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Pair were shadow directors but didn't breach duties, says court

Out-Law Legal Update | 08 May 2018 | 9:40 am | 2 min. read

LEGAL UPDATE:  Two men were  found to be shadow directors of an insolvent property development company and so did owe the company fiduciary duties but their behaviour did not breach those duties,  the High Court has ruled . The decision underlines that whether an individual is a shadow director and whether that individual owes fiduciary duties in that capacity are two distinct questions which can only be answered following a careful analysis of the facts. The decision is a cautionary reminder that the courts may find people who have an extensive influence on the running of a company are shadow directors, placing them in the position of having to explain and defend their conduct and actions in relation to the company.

Buy to let property developer Instant Access Properties Ltd (IAP) entered liquidation in 2008, following an earlier administration. IAP's liquidators brought claims against, amongst others, Brad Rosser and James Moore who were argued to be de facto or shadow directors of IAP due to their involvement and influence in the running, management and operation of IAP.  

A de facto director is a person that acts as a director of the company, although they have not actually or validly been appointed as such. A shadow director is a person whose directions or instructions the directors of the company follow, although that person has not been appointed as a director of the company.

Prior to insolvency IAP received commission in relation to the sale of residential properties. This commission was then shared with two offshore companies in which both Rosser and Moore held an interest.

The liquidators of IAP claimed that these arrangements were a fraud on IAP and that the commission was given away for no or no adequate consideration. It was also claimed that this amounted to a breach of fiduciary duty on the part of IAP's properly-appointed director Maria Gifford and the alleged de facto or shadow directors, Rosser and Moore.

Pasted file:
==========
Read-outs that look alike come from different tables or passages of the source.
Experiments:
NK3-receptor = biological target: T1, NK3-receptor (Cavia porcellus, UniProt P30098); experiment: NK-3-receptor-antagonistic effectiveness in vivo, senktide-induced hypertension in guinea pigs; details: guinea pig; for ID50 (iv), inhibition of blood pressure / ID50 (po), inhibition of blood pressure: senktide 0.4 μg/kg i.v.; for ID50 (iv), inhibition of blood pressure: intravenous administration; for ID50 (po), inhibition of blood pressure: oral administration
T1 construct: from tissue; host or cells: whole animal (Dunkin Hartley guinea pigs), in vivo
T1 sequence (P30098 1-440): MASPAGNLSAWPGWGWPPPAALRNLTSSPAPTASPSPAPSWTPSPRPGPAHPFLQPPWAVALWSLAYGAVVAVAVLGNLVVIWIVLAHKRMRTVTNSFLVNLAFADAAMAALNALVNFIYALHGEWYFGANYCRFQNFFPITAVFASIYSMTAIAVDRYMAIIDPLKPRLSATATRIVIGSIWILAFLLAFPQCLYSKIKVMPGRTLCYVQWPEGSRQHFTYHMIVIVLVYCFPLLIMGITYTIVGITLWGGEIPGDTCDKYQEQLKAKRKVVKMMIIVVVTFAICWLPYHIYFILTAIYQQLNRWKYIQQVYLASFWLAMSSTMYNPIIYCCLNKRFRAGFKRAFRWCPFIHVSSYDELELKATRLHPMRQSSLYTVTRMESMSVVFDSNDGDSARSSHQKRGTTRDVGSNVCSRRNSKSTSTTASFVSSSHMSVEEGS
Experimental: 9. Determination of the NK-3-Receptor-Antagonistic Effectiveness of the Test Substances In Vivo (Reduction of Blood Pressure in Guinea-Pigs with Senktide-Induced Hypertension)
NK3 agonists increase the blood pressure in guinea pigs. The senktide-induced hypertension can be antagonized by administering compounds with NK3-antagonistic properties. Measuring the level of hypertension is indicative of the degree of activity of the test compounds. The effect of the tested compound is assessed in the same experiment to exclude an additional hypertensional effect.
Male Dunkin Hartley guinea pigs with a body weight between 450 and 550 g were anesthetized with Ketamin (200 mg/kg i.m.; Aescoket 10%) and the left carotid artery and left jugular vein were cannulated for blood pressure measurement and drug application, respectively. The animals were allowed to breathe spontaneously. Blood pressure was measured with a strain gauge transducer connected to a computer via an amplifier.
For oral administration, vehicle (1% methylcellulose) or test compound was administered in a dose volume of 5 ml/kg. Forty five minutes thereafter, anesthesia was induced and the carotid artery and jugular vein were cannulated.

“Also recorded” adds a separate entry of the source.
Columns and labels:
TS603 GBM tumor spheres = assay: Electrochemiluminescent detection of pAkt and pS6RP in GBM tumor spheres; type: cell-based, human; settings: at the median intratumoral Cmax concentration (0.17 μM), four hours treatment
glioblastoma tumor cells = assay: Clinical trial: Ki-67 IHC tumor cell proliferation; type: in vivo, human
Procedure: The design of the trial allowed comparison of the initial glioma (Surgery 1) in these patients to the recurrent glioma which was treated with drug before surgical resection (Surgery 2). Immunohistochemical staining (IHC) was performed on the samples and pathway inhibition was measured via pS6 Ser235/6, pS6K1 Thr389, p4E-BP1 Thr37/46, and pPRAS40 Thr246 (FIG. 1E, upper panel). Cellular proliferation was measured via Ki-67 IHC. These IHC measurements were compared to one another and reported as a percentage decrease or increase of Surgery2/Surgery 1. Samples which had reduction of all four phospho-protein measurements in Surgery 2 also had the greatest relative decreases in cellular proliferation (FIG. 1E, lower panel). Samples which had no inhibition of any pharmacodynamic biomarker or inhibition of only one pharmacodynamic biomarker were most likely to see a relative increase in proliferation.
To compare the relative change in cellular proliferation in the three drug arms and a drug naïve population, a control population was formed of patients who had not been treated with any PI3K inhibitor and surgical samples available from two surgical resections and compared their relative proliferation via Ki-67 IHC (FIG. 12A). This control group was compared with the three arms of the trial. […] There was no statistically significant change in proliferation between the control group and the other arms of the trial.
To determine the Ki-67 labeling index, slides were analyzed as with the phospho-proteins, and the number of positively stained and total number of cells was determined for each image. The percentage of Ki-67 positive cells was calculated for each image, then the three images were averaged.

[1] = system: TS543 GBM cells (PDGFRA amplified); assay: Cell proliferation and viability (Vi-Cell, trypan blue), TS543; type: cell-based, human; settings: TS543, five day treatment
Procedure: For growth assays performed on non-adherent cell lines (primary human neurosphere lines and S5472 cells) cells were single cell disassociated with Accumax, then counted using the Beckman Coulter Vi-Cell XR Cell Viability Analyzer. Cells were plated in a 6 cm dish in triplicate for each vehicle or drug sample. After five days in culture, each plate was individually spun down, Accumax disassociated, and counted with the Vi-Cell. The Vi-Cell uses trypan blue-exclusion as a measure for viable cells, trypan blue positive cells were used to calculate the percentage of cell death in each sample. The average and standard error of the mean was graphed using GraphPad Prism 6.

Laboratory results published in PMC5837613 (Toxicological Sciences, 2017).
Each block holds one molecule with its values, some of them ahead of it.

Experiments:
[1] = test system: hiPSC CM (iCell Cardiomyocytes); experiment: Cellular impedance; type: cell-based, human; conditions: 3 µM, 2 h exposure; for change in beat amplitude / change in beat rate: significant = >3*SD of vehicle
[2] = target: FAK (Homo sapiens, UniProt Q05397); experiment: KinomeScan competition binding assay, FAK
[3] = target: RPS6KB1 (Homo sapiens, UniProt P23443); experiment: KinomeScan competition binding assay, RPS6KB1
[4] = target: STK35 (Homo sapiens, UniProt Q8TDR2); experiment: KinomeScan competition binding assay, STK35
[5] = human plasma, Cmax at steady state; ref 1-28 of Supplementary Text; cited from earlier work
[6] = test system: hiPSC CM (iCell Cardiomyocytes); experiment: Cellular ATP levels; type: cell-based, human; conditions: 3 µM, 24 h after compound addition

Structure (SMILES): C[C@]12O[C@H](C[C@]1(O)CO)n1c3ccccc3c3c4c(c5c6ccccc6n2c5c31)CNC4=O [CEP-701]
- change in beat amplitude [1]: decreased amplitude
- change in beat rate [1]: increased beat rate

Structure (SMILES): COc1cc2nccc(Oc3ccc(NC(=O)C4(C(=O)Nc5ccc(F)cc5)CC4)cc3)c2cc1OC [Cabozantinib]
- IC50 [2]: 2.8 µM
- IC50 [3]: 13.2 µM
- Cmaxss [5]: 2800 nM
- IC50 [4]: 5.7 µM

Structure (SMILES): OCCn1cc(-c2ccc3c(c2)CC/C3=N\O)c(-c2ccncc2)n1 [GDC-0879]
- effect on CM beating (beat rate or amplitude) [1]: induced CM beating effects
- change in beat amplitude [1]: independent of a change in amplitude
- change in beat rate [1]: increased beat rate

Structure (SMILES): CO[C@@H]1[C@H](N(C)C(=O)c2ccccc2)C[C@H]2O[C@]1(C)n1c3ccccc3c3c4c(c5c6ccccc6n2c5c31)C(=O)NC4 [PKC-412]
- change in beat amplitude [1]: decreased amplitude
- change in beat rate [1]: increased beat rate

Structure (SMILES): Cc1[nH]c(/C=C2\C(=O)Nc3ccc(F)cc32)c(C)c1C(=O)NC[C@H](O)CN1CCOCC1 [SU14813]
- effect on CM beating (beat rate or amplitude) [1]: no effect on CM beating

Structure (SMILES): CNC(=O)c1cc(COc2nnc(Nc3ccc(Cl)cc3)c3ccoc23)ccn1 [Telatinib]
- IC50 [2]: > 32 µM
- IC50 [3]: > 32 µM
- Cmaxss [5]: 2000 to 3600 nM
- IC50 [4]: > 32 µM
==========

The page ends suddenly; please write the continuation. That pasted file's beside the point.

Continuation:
The judge concluded that both Rosser and Moore were shadow directors, at least for certain purposes. From the extensive evidence given during the trial it was found that Gifford was accustomed to act on the instructions of Rosser and Moore. It was material that Rosser was described in evidence as having "final say on all agreements/contracts".

However, the argument that the commission-sharing arrangements were for no consideration or for no adequate consideration was rejected by the judge. The offshore companies provided services to IAP and the liquidators did not establish that these were inadequate consideration for a share of the commission.

The judge said that it was clear that de facto directors had the same duties as regular directors and that the extent of shadow directors' fiduciary duties will depend on the circumstances of each case.

However in this case there was nothing to support the claim that the commission-sharing arrangements allowed Rosser and Moore to use their positions to obtain a benefit for themselves from IAP. After analysing the various agreements the judge said that these either did not benefit Rosser and Moore or were for the benefit of IAP.

The judge considered whether the arrangements involved a conflict of interest which Rosser and Moore breached and as a result made them liable to account for profits made. He said that a duty to account for profits was not imposed on the shadow directors, who had at all times acted in good faith, where a regular director, such as Mrs Gifford, would be relieved of this liability in the same circumstance.   

A further technical argument that the business was carried out with the intention to defraud creditors under section 213 of the Insolvency Act of 1986 was also rejected.     

Jennifer McCormick is a restructuring expert at Pinsent Masons, the law firm behind Out-Law.com